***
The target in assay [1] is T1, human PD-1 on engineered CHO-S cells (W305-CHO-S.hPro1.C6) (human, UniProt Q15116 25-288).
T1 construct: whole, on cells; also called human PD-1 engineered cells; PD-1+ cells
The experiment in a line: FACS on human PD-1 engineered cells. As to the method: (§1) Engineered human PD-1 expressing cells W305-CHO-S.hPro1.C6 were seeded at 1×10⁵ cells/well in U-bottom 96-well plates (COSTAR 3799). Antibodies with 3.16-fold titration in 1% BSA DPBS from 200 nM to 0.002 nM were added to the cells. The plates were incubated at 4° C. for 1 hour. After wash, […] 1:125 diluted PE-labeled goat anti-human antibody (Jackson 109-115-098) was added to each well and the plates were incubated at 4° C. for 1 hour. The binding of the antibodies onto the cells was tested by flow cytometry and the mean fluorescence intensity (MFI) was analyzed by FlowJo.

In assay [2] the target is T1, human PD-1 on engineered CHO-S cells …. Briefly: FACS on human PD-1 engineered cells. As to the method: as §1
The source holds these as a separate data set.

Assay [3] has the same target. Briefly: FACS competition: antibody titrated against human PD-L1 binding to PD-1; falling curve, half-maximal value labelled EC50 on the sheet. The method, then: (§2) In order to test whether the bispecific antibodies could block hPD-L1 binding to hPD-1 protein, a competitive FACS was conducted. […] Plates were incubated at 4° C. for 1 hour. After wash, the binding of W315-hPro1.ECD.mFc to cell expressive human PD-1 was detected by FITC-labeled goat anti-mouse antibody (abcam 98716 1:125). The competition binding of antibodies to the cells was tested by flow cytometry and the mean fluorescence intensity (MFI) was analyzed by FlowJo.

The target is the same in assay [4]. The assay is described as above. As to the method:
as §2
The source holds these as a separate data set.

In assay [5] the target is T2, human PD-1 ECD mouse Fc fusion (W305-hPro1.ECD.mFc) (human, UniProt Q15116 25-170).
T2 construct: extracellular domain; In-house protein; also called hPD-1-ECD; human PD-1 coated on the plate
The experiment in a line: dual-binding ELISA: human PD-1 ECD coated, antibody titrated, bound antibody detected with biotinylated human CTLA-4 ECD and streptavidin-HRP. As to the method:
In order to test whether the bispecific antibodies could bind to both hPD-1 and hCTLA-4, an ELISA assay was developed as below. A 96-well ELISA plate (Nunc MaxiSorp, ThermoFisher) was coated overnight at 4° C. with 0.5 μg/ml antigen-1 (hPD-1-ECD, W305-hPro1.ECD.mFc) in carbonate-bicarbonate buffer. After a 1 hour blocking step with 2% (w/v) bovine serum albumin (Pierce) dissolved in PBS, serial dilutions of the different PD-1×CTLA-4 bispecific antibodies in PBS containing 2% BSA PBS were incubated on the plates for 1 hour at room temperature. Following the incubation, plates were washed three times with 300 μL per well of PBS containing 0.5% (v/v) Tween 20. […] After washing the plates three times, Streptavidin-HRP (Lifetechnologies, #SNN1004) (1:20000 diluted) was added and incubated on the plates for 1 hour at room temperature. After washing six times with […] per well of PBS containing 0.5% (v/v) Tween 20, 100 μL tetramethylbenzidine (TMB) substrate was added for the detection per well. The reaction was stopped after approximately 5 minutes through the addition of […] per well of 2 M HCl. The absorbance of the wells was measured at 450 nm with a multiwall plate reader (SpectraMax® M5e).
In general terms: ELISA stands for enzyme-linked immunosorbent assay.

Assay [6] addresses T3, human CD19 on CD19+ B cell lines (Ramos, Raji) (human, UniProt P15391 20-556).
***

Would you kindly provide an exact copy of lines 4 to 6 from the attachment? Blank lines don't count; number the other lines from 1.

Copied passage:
In assay [2] the target is T1, human PD-1 on engineered CHO-S cells …. Briefly: FACS on human PD-1 engineered cells. As to the method: as §1
The source holds these as a separate data set.

Assay [3] has the same target. Briefly: FACS competition: antibody titrated against human PD-L1 binding to PD-1; falling curve, half-maximal value labelled EC50 on the sheet. The method, then: (§2) In order to test whether the bispecific antibodies could block hPD-L1 binding to hPD-1 protein, a competitive FACS was conducted. […] Plates were incubated at 4° C. for 1 hour. After wash, the binding of W315-hPro1.ECD.mFc to cell expressive human PD-1 was detected by FITC-labeled goat anti-mouse antibody (abcam 98716 1:125). The competition binding of antibodies to the cells was tested by flow cytometry and the mean fluorescence intensity (MFI) was analyzed by FlowJo.